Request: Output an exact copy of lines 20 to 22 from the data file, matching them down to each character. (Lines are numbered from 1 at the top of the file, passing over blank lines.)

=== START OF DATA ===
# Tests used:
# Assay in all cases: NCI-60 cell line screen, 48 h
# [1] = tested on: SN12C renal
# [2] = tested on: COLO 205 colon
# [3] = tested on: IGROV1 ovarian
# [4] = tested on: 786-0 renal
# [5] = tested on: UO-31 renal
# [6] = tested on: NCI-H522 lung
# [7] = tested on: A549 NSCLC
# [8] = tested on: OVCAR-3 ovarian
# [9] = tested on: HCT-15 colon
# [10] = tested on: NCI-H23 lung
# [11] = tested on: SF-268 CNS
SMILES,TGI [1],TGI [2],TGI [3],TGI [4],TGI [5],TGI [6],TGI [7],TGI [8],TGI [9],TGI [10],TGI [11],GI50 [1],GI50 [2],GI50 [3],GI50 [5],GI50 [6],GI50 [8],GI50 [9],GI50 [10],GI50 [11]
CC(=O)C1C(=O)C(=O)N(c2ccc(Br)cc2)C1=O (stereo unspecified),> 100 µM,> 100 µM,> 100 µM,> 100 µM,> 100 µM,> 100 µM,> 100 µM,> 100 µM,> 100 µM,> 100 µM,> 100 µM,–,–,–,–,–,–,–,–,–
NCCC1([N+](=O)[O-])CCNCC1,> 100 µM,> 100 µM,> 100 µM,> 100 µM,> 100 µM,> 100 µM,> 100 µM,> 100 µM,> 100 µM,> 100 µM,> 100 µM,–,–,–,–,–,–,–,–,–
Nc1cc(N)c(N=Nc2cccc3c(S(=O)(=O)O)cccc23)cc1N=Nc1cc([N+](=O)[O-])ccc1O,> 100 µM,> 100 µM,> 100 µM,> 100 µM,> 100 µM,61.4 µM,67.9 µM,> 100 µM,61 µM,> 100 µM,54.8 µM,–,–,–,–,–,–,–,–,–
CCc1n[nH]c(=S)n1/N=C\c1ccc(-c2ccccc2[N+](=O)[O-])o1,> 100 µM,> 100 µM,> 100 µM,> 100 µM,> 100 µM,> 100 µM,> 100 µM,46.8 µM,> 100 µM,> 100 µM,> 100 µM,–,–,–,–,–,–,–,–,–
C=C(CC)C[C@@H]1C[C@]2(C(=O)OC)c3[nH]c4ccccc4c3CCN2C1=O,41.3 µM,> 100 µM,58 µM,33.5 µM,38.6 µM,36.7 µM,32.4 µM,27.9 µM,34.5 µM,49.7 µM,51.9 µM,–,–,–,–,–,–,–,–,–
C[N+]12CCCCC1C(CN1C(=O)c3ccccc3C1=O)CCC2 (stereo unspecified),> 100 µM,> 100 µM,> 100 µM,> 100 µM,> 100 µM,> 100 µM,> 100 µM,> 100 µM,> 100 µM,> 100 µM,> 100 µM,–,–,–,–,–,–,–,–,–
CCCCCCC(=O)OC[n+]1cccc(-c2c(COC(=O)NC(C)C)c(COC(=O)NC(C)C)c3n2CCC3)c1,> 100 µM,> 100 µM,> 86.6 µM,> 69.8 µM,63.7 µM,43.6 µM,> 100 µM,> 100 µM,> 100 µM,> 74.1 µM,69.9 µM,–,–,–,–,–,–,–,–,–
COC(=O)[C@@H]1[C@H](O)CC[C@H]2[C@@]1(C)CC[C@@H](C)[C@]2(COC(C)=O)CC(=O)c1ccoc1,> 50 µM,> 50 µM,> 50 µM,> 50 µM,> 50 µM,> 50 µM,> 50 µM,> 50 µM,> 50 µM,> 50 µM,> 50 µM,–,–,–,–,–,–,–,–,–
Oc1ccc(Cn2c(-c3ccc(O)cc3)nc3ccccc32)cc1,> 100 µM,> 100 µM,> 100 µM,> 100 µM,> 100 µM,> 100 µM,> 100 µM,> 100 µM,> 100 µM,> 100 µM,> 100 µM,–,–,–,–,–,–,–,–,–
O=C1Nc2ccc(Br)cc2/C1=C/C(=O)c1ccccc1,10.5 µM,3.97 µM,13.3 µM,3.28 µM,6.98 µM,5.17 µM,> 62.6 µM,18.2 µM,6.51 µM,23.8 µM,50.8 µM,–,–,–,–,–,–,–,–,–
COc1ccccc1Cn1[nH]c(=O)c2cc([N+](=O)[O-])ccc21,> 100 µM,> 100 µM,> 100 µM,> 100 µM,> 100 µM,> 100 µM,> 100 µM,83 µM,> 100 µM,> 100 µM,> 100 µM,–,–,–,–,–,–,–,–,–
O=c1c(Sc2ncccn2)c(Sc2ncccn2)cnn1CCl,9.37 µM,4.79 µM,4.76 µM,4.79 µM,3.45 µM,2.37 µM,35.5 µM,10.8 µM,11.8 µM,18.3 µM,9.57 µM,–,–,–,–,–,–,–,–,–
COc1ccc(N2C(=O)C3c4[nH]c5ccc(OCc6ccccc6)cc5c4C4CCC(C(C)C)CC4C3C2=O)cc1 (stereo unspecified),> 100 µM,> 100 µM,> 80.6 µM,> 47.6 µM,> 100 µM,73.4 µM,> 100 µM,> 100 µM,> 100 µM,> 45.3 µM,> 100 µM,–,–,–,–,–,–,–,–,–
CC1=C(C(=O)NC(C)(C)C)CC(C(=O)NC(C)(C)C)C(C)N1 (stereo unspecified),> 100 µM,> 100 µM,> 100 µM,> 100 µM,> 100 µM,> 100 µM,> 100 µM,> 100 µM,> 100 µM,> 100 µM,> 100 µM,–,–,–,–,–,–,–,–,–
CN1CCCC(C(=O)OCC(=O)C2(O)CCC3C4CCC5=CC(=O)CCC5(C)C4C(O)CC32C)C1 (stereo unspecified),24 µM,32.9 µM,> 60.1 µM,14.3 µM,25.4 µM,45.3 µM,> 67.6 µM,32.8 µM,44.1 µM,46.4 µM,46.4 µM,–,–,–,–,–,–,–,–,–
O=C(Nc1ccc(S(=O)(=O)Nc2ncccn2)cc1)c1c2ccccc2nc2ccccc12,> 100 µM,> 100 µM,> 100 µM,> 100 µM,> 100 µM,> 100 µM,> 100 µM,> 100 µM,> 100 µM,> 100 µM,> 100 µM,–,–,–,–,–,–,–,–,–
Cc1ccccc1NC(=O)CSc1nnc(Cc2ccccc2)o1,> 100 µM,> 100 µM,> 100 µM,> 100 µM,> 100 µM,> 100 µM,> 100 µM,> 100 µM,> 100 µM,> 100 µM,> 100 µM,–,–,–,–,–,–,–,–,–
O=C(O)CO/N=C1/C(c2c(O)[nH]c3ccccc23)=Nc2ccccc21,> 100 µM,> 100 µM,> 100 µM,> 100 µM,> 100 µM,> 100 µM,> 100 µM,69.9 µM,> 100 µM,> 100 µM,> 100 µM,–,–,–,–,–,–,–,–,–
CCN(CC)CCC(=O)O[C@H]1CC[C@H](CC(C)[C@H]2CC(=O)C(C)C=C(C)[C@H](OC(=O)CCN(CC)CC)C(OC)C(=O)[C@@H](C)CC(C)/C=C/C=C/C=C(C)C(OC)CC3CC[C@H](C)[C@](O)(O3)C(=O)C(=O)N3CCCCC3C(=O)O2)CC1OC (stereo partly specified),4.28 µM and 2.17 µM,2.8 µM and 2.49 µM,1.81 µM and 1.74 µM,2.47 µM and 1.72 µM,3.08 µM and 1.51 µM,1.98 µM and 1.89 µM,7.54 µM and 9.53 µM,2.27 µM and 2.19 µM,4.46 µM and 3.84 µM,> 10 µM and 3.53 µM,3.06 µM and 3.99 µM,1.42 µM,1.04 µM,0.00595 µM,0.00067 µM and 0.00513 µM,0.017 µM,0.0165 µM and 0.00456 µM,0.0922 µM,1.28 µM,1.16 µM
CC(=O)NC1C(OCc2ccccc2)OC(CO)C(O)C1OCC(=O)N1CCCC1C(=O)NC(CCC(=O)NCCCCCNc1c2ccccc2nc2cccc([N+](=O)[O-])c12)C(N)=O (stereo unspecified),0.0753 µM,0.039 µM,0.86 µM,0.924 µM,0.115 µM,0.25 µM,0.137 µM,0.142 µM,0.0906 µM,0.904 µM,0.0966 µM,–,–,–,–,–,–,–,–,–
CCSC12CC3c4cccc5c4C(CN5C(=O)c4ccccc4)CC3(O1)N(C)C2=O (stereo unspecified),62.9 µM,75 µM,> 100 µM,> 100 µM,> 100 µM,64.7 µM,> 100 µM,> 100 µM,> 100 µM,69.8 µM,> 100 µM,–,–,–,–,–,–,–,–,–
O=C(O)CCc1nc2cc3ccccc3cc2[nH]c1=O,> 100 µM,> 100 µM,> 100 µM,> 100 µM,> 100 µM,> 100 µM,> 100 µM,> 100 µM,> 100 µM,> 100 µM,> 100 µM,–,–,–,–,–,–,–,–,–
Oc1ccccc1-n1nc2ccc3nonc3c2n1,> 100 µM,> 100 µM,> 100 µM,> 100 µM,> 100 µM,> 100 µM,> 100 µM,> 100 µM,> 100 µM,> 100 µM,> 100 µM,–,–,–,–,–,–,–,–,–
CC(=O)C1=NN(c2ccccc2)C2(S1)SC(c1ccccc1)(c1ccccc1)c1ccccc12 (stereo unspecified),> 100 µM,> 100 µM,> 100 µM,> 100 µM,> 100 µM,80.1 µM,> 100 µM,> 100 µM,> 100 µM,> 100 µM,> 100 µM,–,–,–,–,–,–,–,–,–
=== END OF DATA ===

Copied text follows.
C[N+]12CCCCC1C(CN1C(=O)c3ccccc3C1=O)CCC2 (stereo unspecified),> 100 µM,> 100 µM,> 100 µM,> 100 µM,> 100 µM,> 100 µM,> 100 µM,> 100 µM,> 100 µM,> 100 µM,> 100 µM,–,–,–,–,–,–,–,–,–
CCCCCCC(=O)OC[n+]1cccc(-c2c(COC(=O)NC(C)C)c(COC(=O)NC(C)C)c3n2CCC3)c1,> 100 µM,> 100 µM,> 86.6 µM,> 69.8 µM,63.7 µM,43.6 µM,> 100 µM,> 100 µM,> 100 µM,> 74.1 µM,69.9 µM,–,–,–,–,–,–,–,–,–
COC(=O)[C@@H]1[C@H](O)CC[C@H]2[C@@]1(C)CC[C@@H](C)[C@]2(COC(C)=O)CC(=O)c1ccoc1,> 50 µM,> 50 µM,> 50 µM,> 50 µM,> 50 µM,> 50 µM,> 50 µM,> 50 µM,> 50 µM,> 50 µM,> 50 µM,–,–,–,–,–,–,–,–,–